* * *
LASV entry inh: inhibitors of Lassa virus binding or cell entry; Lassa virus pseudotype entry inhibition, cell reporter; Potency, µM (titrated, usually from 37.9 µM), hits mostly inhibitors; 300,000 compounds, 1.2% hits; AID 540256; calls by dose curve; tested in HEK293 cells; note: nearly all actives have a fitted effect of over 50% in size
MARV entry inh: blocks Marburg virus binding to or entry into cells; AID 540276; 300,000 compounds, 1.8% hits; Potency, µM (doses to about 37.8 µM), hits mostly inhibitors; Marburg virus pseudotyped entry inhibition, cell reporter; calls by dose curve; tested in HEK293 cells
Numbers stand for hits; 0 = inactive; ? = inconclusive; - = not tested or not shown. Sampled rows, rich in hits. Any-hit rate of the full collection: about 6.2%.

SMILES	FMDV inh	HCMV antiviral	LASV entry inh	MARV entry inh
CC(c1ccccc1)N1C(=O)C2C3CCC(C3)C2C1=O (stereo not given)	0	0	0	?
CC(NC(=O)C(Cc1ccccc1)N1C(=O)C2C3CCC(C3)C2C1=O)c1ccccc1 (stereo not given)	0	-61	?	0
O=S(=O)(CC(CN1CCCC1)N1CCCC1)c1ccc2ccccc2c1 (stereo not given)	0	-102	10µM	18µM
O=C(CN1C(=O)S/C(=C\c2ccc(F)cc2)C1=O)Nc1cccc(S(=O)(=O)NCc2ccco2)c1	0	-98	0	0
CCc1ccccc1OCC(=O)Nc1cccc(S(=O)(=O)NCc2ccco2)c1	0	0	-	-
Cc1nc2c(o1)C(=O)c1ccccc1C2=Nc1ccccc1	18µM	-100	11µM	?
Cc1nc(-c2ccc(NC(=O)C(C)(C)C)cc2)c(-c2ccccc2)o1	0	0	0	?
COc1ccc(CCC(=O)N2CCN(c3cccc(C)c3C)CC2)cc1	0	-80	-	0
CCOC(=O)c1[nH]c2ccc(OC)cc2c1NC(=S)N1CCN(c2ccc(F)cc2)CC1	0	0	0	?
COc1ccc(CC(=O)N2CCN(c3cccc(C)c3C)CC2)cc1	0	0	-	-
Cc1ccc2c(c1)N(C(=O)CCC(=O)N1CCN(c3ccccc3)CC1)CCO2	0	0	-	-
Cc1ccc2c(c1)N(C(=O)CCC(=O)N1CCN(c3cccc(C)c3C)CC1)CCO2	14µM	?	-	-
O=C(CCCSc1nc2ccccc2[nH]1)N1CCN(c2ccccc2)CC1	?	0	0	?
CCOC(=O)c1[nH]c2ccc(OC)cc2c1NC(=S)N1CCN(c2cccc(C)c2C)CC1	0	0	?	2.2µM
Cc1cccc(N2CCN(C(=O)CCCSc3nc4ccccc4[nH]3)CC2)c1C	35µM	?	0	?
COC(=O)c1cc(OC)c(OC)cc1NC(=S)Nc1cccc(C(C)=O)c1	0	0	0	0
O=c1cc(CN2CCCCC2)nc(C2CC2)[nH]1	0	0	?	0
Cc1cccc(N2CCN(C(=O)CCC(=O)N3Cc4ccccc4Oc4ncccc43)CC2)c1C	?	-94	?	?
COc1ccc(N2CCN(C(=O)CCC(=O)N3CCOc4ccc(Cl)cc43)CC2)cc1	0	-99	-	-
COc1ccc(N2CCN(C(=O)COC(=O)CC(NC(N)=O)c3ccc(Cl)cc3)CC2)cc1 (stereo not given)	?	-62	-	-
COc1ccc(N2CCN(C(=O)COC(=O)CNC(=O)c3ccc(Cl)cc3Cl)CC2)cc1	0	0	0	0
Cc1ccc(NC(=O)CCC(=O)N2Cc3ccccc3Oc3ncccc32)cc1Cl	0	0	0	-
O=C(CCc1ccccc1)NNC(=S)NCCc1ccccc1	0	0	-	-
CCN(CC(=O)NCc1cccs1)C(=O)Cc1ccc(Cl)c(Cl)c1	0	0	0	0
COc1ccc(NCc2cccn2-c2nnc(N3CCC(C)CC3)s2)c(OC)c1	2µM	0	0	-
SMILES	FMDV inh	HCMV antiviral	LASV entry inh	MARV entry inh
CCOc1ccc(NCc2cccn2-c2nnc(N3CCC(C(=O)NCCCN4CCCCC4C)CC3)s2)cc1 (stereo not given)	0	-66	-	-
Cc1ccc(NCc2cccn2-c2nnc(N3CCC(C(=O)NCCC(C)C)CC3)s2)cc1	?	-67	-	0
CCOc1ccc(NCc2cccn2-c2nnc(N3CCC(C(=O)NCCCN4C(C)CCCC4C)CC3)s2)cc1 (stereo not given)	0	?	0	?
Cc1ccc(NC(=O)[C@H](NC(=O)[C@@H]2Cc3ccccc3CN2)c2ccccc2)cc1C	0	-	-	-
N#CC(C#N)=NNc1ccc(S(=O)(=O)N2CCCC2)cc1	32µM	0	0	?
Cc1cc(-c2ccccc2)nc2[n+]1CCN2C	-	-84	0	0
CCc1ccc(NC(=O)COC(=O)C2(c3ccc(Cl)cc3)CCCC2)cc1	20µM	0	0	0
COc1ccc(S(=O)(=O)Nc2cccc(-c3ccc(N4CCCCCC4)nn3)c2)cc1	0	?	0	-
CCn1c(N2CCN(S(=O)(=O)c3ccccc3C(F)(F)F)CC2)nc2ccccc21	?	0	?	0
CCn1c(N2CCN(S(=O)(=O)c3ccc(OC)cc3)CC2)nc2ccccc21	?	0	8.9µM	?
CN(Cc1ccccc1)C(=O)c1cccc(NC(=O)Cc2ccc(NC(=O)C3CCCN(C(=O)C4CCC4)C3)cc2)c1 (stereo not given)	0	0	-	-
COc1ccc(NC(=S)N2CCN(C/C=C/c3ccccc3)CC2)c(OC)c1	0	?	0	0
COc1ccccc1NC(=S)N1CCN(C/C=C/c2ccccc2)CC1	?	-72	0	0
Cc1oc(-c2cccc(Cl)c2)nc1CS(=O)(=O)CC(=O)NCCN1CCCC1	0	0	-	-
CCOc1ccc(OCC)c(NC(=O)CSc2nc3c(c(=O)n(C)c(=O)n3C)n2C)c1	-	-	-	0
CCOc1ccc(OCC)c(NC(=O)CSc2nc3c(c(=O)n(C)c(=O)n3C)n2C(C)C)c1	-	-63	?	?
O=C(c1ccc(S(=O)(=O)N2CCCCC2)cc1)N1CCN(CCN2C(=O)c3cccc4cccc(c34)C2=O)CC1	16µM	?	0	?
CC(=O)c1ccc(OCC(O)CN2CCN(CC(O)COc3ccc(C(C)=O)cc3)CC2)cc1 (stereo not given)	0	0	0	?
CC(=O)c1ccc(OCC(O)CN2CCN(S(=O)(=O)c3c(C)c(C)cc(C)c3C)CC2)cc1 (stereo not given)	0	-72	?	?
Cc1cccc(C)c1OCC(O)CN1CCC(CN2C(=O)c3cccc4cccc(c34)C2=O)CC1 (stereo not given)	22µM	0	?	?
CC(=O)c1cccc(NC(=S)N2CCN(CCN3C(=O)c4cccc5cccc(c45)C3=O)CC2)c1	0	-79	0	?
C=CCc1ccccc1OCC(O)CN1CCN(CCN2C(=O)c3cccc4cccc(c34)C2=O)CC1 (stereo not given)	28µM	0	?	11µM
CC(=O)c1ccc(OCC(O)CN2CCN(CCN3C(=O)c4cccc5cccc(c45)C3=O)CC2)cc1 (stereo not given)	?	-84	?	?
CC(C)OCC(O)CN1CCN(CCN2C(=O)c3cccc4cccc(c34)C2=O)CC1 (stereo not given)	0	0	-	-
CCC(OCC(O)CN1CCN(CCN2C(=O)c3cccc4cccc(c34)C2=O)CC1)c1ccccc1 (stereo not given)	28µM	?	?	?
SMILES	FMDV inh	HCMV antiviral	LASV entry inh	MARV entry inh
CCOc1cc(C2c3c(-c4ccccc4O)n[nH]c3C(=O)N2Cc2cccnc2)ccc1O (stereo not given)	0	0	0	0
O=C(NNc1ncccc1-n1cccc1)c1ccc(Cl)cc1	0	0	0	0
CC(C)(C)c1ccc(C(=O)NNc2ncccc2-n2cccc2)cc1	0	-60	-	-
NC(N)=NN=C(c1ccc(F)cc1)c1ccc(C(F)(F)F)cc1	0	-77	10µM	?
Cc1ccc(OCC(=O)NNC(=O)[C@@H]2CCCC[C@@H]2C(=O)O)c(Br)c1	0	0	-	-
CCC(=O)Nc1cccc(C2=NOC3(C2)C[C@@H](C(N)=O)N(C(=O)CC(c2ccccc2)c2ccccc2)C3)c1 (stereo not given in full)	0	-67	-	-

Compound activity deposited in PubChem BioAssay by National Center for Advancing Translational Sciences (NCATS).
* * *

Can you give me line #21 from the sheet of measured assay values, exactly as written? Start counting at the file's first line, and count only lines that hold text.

O=c1cc(CN2CCCCC2)nc(C2CC2)[nH]1	0	0	?	0